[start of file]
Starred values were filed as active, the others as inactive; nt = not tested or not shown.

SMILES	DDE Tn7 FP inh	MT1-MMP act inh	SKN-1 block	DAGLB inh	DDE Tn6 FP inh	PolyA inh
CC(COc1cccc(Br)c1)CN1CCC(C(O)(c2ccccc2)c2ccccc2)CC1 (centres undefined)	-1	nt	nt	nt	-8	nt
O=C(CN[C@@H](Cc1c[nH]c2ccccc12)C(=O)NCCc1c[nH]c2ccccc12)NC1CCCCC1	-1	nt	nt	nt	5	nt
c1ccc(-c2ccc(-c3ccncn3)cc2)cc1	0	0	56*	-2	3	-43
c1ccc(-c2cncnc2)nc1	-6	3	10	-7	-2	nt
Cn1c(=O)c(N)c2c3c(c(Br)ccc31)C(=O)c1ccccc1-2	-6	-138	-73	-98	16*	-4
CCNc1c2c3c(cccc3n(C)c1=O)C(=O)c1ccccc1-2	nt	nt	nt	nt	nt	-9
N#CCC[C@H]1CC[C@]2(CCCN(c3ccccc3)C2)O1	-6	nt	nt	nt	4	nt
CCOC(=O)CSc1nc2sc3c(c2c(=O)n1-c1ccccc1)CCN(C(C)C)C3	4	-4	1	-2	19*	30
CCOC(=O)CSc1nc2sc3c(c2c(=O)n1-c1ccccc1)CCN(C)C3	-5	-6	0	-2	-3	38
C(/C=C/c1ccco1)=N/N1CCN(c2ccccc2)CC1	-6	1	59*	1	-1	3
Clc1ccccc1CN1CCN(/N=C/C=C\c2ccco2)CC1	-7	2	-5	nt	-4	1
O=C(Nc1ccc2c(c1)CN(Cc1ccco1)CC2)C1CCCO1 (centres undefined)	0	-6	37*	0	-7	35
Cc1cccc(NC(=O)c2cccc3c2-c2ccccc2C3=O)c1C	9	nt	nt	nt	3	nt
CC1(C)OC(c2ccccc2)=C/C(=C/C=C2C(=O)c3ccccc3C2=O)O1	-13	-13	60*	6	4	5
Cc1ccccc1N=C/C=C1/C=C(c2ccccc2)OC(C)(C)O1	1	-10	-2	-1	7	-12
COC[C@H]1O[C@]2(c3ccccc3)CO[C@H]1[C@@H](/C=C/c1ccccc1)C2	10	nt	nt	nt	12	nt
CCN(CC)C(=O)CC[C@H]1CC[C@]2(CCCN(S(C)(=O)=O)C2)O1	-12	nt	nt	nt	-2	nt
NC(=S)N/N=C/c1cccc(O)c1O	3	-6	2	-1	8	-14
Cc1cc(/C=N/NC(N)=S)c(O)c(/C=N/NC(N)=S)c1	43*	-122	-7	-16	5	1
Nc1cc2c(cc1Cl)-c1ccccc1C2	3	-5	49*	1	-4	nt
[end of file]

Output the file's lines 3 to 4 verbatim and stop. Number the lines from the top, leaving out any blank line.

CC(COc1cccc(Br)c1)CN1CCC(C(O)(c2ccccc2)c2ccccc2)CC1 (centres undefined)	-1	nt	nt	nt	-8	nt
O=C(CN[C@@H](Cc1c[nH]c2ccccc12)C(=O)NCCc1c[nH]c2ccccc12)NC1CCCCC1	-1	nt	nt	nt	5	nt